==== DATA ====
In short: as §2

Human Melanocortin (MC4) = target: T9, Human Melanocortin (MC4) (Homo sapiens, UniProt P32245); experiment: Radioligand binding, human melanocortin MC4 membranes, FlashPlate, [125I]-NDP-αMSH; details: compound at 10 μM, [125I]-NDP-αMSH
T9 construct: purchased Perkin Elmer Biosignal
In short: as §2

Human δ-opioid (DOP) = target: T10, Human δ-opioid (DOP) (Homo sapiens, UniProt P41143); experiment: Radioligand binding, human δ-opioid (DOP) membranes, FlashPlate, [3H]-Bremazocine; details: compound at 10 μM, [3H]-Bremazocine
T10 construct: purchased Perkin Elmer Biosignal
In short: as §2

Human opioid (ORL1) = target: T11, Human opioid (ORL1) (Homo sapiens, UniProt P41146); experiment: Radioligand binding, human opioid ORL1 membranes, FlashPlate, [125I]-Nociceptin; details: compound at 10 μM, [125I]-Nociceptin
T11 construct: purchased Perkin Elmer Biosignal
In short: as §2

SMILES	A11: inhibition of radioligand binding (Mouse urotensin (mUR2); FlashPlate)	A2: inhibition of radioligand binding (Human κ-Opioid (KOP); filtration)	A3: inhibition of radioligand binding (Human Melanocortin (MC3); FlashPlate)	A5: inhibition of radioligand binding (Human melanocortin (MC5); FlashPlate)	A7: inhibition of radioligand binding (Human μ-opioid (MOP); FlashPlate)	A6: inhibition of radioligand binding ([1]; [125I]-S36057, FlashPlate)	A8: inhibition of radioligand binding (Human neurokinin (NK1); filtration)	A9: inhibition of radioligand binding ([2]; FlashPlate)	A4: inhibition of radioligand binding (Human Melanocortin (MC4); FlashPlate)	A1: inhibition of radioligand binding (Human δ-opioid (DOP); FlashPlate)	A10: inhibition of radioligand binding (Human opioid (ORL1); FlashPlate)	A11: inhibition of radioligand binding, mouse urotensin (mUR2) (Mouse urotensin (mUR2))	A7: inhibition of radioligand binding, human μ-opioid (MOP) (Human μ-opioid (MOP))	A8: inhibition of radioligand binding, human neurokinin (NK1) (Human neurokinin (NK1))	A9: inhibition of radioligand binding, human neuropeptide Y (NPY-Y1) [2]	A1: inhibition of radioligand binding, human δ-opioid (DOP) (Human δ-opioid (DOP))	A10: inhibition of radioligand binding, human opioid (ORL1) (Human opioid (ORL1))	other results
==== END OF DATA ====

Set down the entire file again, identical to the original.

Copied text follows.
In short: as §2

Human Melanocortin (MC4) = target: T9, Human Melanocortin (MC4) (Homo sapiens, UniProt P32245); experiment: Radioligand binding, human melanocortin MC4 membranes, FlashPlate, [125I]-NDP-αMSH; details: compound at 10 μM, [125I]-NDP-αMSH
T9 construct: purchased Perkin Elmer Biosignal
In short: as §2

Human δ-opioid (DOP) = target: T10, Human δ-opioid (DOP) (Homo sapiens, UniProt P41143); experiment: Radioligand binding, human δ-opioid (DOP) membranes, FlashPlate, [3H]-Bremazocine; details: compound at 10 μM, [3H]-Bremazocine
T10 construct: purchased Perkin Elmer Biosignal
In short: as §2

Human opioid (ORL1) = target: T11, Human opioid (ORL1) (Homo sapiens, UniProt P41146); experiment: Radioligand binding, human opioid ORL1 membranes, FlashPlate, [125I]-Nociceptin; details: compound at 10 μM, [125I]-Nociceptin
T11 construct: purchased Perkin Elmer Biosignal
In short: as §2

SMILES	A11: inhibition of radioligand binding (Mouse urotensin (mUR2); FlashPlate)	A2: inhibition of radioligand binding (Human κ-Opioid (KOP); filtration)	A3: inhibition of radioligand binding (Human Melanocortin (MC3); FlashPlate)	A5: inhibition of radioligand binding (Human melanocortin (MC5); FlashPlate)	A7: inhibition of radioligand binding (Human μ-opioid (MOP); FlashPlate)	A6: inhibition of radioligand binding ([1]; [125I]-S36057, FlashPlate)	A8: inhibition of radioligand binding (Human neurokinin (NK1); filtration)	A9: inhibition of radioligand binding ([2]; FlashPlate)	A4: inhibition of radioligand binding (Human Melanocortin (MC4); FlashPlate)	A1: inhibition of radioligand binding (Human δ-opioid (DOP); FlashPlate)	A10: inhibition of radioligand binding (Human opioid (ORL1); FlashPlate)	A11: inhibition of radioligand binding, mouse urotensin (mUR2) (Mouse urotensin (mUR2))	A7: inhibition of radioligand binding, human μ-opioid (MOP) (Human μ-opioid (MOP))	A8: inhibition of radioligand binding, human neurokinin (NK1) (Human neurokinin (NK1))	A9: inhibition of radioligand binding, human neuropeptide Y (NPY-Y1) [2]	A1: inhibition of radioligand binding, human δ-opioid (DOP) (Human δ-opioid (DOP))	A10: inhibition of radioligand binding, human opioid (ORL1) (Human opioid (ORL1))	other results